This was one of our Thanksgiving desserts this year. There are lots of recipes out there for pumpkin trifles, but I chose this one from epicurious not only because it calls for homemade whipped cream, but the gingerbread part sounded amazing.
You absolutely could substitute a box of gingerbread mix and Cool Whip, but after tasting this trifle I would have to argue that it is totally worth it to make the gingerbread and the whipped cream from scratch. The gingerbread was spicy, sweet, and had a light, fluffy texture. The recipe calls for both molasses and dark brown sugar (and since brown sugar is really just molasses mixed with white sugar, that's a lot of molasses!).
It specifically said not to use blackstrap molasses so I bought another kind (I just bought the only bottle I could find that didn't have the word "blackstrap" anywhere on it). Molasses is the byproduct of refining cane sugar into table (white) sugar. Each time the sugar syrup is boiled, the flavor intensifies and becomes slightly more bitter. Sweet molasses is what you get from the first boiling, and that's (I think) what I used in my gingerbread. Blackstrap molasses is made from the third boiling of the sugar syrup. While it is a little more bitter in flavor, it also has a higher concentration of vitamins and minerals, making it a good choice of sweetener compared to white sugar, which is completely stripped of it's original vitamins and minerals. I bet that's more than you ever wanted to know about molasses, but I found it very interesting!
We made most of the trifle the day before (all except the very top layer of whipped cream) and transported it to my parent's house. Right before we were ready to serve it, I whipped up some cream for the top. The pumpkin mousse has unflavored gelatin in it, which seems to make it hold itself together so it doesn't soak into the gingerbread very much, which I guess is why you can make it the day before.
You want to hold off on that top layer of whipped cream until ready to serve because you can't cover the trifle dish with it on, at least that would have been my problem, as you can see in the photo below. Next time I think I would take a little more care to make the layers straighter, but that's just because I am a perfectionist. I would arrange the gingerbread in an even layer rather than just pile them in, and then I would pipe the mousse and whipped cream into the dish instead of spooning and spreading. If you didn't have a trifle dish but wanted a nice presentation you could also use individual clear glass dishes or goblet-type glasses.
adapted from epicurious
Note: You can make the gingerbread the day before you assemble the trifle if you want. Just keep it in the pan at a cool room temperature, covered. You can assemble the trifle, without the top layer of whipped cream, 1 day ahead. Whip half the cream just before serving.
For the gingerbread:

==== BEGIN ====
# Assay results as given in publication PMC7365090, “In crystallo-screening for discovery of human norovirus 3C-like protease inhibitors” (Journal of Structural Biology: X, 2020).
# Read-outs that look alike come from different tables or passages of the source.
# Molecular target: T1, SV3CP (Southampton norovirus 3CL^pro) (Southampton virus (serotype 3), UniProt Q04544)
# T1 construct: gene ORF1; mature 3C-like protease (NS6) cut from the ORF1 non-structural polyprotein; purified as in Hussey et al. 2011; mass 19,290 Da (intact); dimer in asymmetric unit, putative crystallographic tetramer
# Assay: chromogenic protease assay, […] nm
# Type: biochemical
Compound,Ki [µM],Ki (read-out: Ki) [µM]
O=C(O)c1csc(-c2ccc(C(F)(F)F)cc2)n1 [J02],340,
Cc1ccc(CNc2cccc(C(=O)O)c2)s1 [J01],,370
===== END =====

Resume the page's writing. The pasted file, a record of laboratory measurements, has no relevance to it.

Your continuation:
2 cups all-purpose flour
1 teaspoon baking soda
2 teaspoons ground ginger
1/2 teaspoon cinnamon
1/2 teaspoon salt
1 stick unsalted butter, softened
1 cup packed dark brown sugar
1 large egg
1/2 cup mild molasses (not robust or blackstrap)
3/4 cup well-shaken buttermilk (not powdered)
1/2 cup hot water
For the pumpkin mousse:
1 (1/4 ounces) envelope unflavored gelatin
1/4 cup cold water
15 ounces pure pumpkin (canned or homemade puree)
1/2 cup packed light brown sugar
1/2 teaspoon cinnamon
1/2 teaspoon grated nutmeg (grate it fresh yourself for best flavor and aroma!)
1/2 teaspoon ground ginger
1/8 teaspoon salt
1 cup chilled heavy cream
1/2 teaspoon pure vanilla extract
For the whipped cream:
1 1/2 cups chilled heavy cream
3 tablespoons granulated sugar
1 teaspoon pure vanilla extract
To make the gingerbread:
Adjust an oven rack to the middle position and preheat the oven to 350 F. Line a 13x9-inch pan with a layer of foil, then butter the foil. Set aside.
In a medium bowl, add the flour, baking soda, spices, and salt, and whisk to combine.
In an electric mixer, beat together the butter and brown sugar at medium speed for 3-5 minutes, or until pale and fluffy. Add the egg and beat until blended. Add the molasses and buttermilk and beat until blended. Lower the speed and mix in the dry ingredients until smooth. Add hot water and beat for one minute (batter may look curdled).
Pour batter evenly into pan and bake for about 35-40 minutes, or until a toothpick inserted into the center comes out clean. Let cool in pan. Get the gingerbread out of the pan by lifting up on the foil. Gingerly (haha) transfer to a cutting board and cut into 1-inch cubes. They say to use a serrated knife but I had better luck with my santoku.
To make the pumpkin mousse:
Put the water into a small saucepan and sprinkle the gelatin over the top. Let soften for one minute, then bring to a simmer, stirring until all the gelatin has dissolved. Whisk this mixture together with the pumpkin, brown sugar, spices, and salt in a large bowl until thoroughly combined.
Clean your electric mixing bowl and beaters from making the gingerbread. Beat the cream and vanilla until they hold soft peaks, then gently, but thoroughly, fold into the pumpkin mixture.
To make the whipped cream:
You can just use the same electric mixing bowl and beaters as you just used for the mousse. Beat the cream with the sugar and vanilla until it holds soft peaks.
To assemble the trifle:
You can either be very "Type A" about this or more laid back, it's up to you. Put about half of the gingerbread cubes into the bottom of the trifle bowl. Top with about half of the pumpkin mousse, then half of the whipped cream. Add the rest of the gingerbread, then the rest of the mousse, then the rest of the whipped cream. Chill for at least 2 hours, then serve.